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Innovation EquityAssessing and Managing the Monetary Value of New Products and Services$
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Elie Ofek, Eitan Muller, and Barak Libai

Print publication date: 2016

Print ISBN-13: 9780226618296

Published to Chicago Scholarship Online: May 2017

DOI: 10.7208/chicago/9780226394145.001.0001

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PRINTED FROM CHICAGO SCHOLARSHIP ONLINE (www.chicago.universitypressscholarship.com). (c) Copyright University of Chicago Press, 2020. All Rights Reserved. An individual user may print out a PDF of a single chapter of a monograph in CHSO for personal use.date: 09 April 2020

Don’t Just Stand There: Do Something!

Don’t Just Stand There: Do Something!

Growing Innovation Equity through Marketing Actions

Chapter:
(p.70) Chapter Three Don’t Just Stand There: Do Something!
Source:
Innovation Equity
Author(s):

Elie ofek

Eitan Muller

Barak Libai

Publisher:
University of Chicago Press
DOI:10.7208/chicago/9780226394145.003.0004

This chapter explains how marketing efforts, such as price cuts and advertising, can affect innovation equity by impacting its various building blocks: the long-run market potential, the speed of diffusion, and the customer lifetime value. Moreover, marketing effects on customer lifetime value can occur at any phase: acquisition (adding new customers), development (increasing profits from existing customers), and retention (getting customers to stay longer). One way to gauge the impact of marketing actions is to examine where along the consumer decision making process they are likely to have the most influence (awareness, interest, evaluation, confidence, adoption). The chapter further explains how marketing activity often involves customer management trade-offs. For example, lowering price can expedite customer acquisition efforts yet have a negative effect on customer development. The innovation equity framework provides an expedient way to analyze these trade-offs and helps understand the implications of losing a customer on future profitability, particularly when such attrition occurs early in the product life cycle. To illustrate the key concepts, the chapter provides several examples, such as Sony’s PlayStation and Dropbox, and numerical analyses of how a price cut, subsidy or change to the customer referral scheme impact innovation equity.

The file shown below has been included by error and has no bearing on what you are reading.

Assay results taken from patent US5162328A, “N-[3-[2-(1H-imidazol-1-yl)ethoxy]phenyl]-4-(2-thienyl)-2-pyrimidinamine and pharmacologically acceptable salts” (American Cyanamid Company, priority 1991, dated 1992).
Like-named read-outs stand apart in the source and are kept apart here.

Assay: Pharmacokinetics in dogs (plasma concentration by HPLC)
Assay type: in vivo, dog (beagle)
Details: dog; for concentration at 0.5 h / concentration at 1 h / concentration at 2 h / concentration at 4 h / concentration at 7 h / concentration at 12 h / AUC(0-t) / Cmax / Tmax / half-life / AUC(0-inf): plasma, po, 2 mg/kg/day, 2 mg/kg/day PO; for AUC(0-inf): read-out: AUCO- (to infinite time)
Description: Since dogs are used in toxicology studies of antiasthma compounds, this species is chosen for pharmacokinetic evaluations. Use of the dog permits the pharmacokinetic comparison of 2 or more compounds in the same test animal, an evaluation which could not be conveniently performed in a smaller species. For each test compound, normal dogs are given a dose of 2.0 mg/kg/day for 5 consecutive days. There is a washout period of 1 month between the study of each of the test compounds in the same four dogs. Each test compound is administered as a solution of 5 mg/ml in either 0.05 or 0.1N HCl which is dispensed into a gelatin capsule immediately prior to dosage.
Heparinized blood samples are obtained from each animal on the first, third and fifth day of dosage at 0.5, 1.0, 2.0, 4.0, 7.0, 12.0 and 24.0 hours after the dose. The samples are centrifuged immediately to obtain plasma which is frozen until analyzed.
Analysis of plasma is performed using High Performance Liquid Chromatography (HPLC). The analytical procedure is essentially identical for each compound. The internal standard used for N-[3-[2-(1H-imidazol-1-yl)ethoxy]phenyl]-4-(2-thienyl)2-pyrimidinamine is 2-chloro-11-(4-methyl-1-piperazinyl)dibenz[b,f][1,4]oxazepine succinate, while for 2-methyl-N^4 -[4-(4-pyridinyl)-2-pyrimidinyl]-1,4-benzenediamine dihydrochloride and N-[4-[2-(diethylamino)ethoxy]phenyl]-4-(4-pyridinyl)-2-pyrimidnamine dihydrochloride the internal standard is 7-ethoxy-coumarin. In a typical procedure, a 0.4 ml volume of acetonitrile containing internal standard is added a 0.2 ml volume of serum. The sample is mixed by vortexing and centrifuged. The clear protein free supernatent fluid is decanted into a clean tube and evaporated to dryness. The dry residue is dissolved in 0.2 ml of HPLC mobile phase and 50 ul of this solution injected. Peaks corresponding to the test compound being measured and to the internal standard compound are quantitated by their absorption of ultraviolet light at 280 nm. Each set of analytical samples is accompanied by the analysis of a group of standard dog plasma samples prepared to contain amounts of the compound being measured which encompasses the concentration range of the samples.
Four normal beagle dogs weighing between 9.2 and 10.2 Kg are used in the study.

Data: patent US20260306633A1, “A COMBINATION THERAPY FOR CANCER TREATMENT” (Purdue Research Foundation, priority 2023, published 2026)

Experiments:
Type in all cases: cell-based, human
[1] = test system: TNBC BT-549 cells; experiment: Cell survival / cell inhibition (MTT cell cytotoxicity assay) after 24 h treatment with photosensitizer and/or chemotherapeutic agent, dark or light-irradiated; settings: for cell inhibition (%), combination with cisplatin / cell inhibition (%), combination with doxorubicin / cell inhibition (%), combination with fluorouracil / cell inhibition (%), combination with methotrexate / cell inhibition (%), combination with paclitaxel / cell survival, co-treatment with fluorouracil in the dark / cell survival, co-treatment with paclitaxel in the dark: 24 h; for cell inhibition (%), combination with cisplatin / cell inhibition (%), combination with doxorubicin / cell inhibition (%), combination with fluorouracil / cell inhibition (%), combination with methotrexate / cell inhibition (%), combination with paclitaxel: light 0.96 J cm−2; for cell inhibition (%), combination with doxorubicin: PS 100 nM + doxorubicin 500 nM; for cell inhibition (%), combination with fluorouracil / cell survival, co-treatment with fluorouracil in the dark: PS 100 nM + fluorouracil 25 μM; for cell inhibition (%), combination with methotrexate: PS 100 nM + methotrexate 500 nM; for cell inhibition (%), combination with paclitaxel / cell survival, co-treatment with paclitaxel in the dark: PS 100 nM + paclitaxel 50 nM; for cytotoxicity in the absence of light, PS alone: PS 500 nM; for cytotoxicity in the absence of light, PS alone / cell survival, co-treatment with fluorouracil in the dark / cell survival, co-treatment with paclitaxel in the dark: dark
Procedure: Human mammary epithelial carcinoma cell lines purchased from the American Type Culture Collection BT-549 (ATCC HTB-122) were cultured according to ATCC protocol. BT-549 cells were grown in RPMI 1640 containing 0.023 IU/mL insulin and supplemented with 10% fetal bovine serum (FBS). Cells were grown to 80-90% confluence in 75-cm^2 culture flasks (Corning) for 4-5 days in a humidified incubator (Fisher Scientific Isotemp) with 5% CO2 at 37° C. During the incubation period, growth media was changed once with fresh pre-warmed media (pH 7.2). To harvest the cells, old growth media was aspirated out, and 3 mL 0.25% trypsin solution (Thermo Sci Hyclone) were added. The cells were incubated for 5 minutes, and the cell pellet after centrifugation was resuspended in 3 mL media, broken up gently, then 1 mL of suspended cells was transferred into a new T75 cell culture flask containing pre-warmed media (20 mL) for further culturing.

Keywords:   acquisition, development, retention, decision making process, marketing, pricing, advertising, subsidize, referral program, innovation equity

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